Over 70 attendees came for a day of events at Sheffield University Management School organised by members of the Accounting and Financial Management (AFM) Division and the Centre for Research into Accounting and Finance in Context (CRAFiC).

Head of the AFM Division at Sheffield, Professor Bill Lee, said: “We were delighted to welcome guests from academic and practitioner backgrounds, as well as individuals who knew Tony personally. I was very honoured to welcome many of Tony’s family who helped us during the ceremony to rename the Lowe Lecture Theatre in the Management School.”

“Tony Lowe was the University of Sheffield’s first Professor of Accounting and Financial Management and led The Sheffield School of accounting research, so to see him honoured in the building was very important to us.”

The day began with the Early Career Researcher and PhD workshop and an introductory lecture from Professor Lisa Jack (Portsmouth) discussing social theory and accounting research. The workshop was co-organised with the BAFA Inter-Disciplinary Perspectives SIG and was supported by the Management Control Association. Attendees then split into groups of six to analyse how social theory can be applied to help understand current events. Bill Lee (Sheffield), Doris Merkl-Davies (Bangor), Robin Roslender (Dundee) and Lesley Catchpowle (Greenwich) led these groups.

Following lunch, there was a comprehensive feedback session and discussion on the morning’s events and the naming ceremony. Attendees then filled the Lowe Memorial Lecture Theatre ahead of a panel session discussing the relevance of The Sheffield School today.

Dean of the Management School, Professor David Oglethorpe, and Professor Bill Lee opened proceedings and introduced the panel which was facilitated by Professor John Cullen and comprised Emeritus Professor Richard Laughlin (Kings College, London), Professor Prem Sikka (Essex), Professor Christine Cooper (Strathclyde) and Professor Jane Broadbent (Royal Holloway).

The discussion was broad, but also introduced fascinating insights into Tony’s life and career. While Richard discussed The Sheffield School’s basic principles, Prem touched on how accounting academics can engage the political arena. Meanwhile, Christine profiled the effect of neoliberalism on society and higher education and Jane presented the history of the Management Control Association (MCA), which Tony had helped to found, and the need to revisit The Sheffield School’s original debates. A lively Q&A session followed.

As attendees retired for supper, Dr Stewart Smyth (co-director of CRAFiC) read tributes to Tony which we received from those who couldn’t attend. He concluded: “The day was a fitting tribute to a man who contributed so much to the School, and to the accounting and financial management as a whole. It was an honour to celebrate Tony’s legacy at Sheffield University Management School.”


Find out more about CRAFiC
Find out more about The Sheffield School and Prof Anthony Lowe

Forward thinking: Entrepreneurship, Innovation and Regional Development conference comes to Sheffield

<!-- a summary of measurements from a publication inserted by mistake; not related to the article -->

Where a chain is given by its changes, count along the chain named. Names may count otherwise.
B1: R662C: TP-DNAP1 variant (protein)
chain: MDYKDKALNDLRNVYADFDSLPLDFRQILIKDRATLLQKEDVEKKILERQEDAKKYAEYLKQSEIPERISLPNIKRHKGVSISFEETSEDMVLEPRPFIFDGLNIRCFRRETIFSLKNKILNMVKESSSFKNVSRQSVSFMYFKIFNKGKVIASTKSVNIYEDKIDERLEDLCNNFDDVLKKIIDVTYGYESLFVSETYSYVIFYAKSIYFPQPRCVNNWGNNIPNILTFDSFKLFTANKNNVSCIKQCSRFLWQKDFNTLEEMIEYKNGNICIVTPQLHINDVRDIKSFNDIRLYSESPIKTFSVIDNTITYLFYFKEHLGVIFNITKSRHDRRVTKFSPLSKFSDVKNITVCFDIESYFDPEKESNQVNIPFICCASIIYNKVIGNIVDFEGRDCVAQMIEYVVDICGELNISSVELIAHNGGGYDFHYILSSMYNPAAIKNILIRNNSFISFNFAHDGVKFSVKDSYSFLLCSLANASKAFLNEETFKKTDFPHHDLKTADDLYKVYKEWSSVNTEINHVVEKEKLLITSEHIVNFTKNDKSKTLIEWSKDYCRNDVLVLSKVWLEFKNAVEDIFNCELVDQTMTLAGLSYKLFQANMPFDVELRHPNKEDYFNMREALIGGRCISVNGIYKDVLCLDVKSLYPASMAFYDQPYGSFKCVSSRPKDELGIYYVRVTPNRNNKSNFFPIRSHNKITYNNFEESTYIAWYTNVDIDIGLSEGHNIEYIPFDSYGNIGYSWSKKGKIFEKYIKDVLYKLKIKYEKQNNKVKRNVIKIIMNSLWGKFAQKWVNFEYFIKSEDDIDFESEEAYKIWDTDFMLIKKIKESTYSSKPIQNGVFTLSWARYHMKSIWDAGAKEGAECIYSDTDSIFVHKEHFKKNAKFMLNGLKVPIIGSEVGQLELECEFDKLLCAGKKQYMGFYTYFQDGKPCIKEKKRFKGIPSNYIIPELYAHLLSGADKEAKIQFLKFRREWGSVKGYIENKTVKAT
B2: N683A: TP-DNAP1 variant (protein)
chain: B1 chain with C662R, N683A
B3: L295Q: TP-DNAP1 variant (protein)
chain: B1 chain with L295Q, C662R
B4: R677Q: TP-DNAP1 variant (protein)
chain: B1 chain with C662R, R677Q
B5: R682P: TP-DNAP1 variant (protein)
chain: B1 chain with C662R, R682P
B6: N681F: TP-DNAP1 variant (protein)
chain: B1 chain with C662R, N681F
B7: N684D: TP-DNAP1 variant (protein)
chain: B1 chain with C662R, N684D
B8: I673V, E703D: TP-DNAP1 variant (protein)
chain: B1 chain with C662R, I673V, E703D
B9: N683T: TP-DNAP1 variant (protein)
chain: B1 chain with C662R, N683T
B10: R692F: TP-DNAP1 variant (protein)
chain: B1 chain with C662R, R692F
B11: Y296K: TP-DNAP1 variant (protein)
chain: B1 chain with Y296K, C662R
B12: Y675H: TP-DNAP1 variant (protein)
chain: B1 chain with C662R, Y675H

Friday, June 12th, 2015


If the Northern Powerhouse is going to come to fruition, locations like the Sheffield City Region need to innovate. With this in mind, the timely arrival of the eighth International Conference for Entrepreneurship, Innovation and Regional Development (ICEIRD2015) in the city next week is certainly appropriate.

The conference which aims to address key factors in fostering entrepreneurship at national and regional level, share good practice in innovation research, facilitate regional partnerships and promote open innovation networks, is being hosted by academic members of the Centre for Regional Economic and Enterprise Development (CREED), a group of researchers at Sheffield University Management School (University of Sheffield).

Conference Chair, Dr Nick Williams (pictured), said: “Sheffield is a city which is changing, moving from traditional industries to a modern, diverse economy. The debates which take place at ICEIRD2015, regarding how city and regional economies can bounce back from crisis and grow again directly reflect the policy debates taking place in Sheffield and elsewhere.

“CREED is a leading research centre producing cutting edge work on entrepreneurship, innovation and regional development. It therefore provides a natural home for the conference, which is being held at the heart of the University of Sheffield campus. We hope our international delegation will enjoy not only the rigorous academic panel sessions, but also the energy of our city and the university itself.”

Keynote speakers include Professor Susan Marlow of the University of Nottingham who will present on ‘searching for the elusive female entrepreneur’, Professor Aard Groen from the University of Twente discussing ‘Entrepreneurial ecosystems’ and Michael Kitson of Cambridge University who opens his dialogue on ‘The role of the university in the innovation ecosystem’.
Sheffield’s world-class conference facilities will play host to ICEIRD2015, which is to be held at INOX, in the University of Sheffield Students’ Union.

Dr Williams continued: “ICEIRD2015 will focus on how entrepreneurship and innovation can help to drive regional and city economies to grow. Much of the focus will be on how the recent economic crisis has presented challenges and how these may be overcome through effective policy.

“Sheffield University Management School is producing leading research on these topics and will contribute to the debates taking place across the two days.”

Find out more about ICEIRD2015 on the website:

Flexicurity: WOERRC event lifts the lid on future directions

Thursday, June 11th, 2015

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Labour Market Security and Flexibility: The Future Directions of Flexicurity in the Age of Austerity, was the title of an event jointly hosted at Sheffield University Management School by the Work, Organisation and Employment Relations Research Centre (WOERRC) and the Academic Association for Contemporary European Studies (UACES)

Delegates enjoyed a day of lively discussion on the subject, covering such areas as the changing political ideology of labour market regulation, the impact of European youth employment policies before and during the crisis and whether flexicurity is a spent concept. Views from speakers were certainly of a European nature, bringing perspectives from Denmark, France, Spain, Greece and Ireland.